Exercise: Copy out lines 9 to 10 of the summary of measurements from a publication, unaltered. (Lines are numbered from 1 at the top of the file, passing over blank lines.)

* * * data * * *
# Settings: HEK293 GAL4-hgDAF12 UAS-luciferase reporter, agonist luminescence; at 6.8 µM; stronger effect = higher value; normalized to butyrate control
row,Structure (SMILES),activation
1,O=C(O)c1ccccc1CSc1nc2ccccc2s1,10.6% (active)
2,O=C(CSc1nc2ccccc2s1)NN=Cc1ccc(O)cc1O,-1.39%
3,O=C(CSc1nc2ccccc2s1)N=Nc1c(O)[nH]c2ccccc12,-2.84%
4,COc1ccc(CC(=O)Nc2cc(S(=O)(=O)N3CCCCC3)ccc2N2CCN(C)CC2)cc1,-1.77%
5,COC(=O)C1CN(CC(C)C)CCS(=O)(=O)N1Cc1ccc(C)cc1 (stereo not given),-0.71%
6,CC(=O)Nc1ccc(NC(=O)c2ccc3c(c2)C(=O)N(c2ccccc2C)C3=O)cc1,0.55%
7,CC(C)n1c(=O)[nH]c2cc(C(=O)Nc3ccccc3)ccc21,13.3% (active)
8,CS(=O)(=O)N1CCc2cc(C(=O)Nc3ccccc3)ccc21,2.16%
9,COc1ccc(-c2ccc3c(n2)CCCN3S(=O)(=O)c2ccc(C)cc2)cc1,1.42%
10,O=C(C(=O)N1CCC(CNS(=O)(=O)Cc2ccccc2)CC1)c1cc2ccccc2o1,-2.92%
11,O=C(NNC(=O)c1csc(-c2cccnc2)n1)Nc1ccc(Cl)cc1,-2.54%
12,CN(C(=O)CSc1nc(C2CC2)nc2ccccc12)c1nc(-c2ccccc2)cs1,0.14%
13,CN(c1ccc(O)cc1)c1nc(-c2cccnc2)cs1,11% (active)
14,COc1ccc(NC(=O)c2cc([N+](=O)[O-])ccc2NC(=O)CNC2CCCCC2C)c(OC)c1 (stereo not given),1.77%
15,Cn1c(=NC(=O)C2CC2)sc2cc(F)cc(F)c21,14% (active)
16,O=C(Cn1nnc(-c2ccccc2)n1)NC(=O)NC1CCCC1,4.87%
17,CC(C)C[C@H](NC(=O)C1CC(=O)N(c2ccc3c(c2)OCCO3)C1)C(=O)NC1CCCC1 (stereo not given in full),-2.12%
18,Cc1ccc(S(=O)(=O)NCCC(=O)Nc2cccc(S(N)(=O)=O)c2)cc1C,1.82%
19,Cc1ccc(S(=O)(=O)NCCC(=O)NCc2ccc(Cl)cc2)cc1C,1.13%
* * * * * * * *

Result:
7,CC(C)n1c(=O)[nH]c2cc(C(=O)Nc3ccccc3)ccc21,13.3% (active)
8,CS(=O)(=O)N1CCc2cc(C(=O)Nc3ccccc3)ccc21,2.16%